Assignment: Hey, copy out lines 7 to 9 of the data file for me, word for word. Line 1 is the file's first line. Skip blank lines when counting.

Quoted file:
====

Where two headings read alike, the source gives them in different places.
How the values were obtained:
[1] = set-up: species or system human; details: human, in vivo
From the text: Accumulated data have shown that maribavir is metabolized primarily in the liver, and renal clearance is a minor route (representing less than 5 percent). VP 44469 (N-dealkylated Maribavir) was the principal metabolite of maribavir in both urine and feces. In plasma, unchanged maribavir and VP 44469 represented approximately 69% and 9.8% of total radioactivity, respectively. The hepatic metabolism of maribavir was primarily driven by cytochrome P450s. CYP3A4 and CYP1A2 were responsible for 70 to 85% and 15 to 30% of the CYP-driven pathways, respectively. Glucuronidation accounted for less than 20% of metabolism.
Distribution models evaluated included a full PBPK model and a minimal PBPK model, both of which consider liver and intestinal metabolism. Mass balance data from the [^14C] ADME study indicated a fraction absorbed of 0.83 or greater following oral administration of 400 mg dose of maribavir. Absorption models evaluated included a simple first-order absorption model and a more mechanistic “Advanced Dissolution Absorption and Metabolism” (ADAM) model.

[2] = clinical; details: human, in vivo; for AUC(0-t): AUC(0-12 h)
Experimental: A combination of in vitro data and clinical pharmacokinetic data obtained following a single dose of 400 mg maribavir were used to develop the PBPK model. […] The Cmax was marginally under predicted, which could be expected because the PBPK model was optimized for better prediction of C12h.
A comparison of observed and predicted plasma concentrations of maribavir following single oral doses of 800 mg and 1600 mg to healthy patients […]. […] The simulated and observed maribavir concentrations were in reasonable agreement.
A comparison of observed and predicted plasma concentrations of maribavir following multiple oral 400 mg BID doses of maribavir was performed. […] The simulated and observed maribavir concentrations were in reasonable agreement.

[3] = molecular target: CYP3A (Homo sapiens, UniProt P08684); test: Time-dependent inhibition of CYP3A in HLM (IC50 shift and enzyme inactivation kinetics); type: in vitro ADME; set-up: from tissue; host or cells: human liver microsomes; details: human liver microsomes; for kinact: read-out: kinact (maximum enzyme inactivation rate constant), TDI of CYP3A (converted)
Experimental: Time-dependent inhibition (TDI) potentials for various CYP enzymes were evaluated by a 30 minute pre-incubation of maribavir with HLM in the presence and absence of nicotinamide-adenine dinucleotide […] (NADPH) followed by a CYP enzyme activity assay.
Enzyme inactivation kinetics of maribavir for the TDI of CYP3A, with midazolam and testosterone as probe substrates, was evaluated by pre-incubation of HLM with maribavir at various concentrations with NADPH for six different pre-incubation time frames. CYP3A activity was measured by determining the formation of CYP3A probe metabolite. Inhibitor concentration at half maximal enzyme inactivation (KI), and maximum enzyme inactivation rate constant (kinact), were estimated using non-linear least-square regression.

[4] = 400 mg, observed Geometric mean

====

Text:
Experimental: A combination of in vitro data and clinical pharmacokinetic data obtained following a single dose of 400 mg maribavir were used to develop the PBPK model. […] The Cmax was marginally under predicted, which could be expected because the PBPK model was optimized for better prediction of C12h.
A comparison of observed and predicted plasma concentrations of maribavir following single oral doses of 800 mg and 1600 mg to healthy patients […]. […] The simulated and observed maribavir concentrations were in reasonable agreement.
A comparison of observed and predicted plasma concentrations of maribavir following multiple oral 400 mg BID doses of maribavir was performed. […] The simulated and observed maribavir concentrations were in reasonable agreement.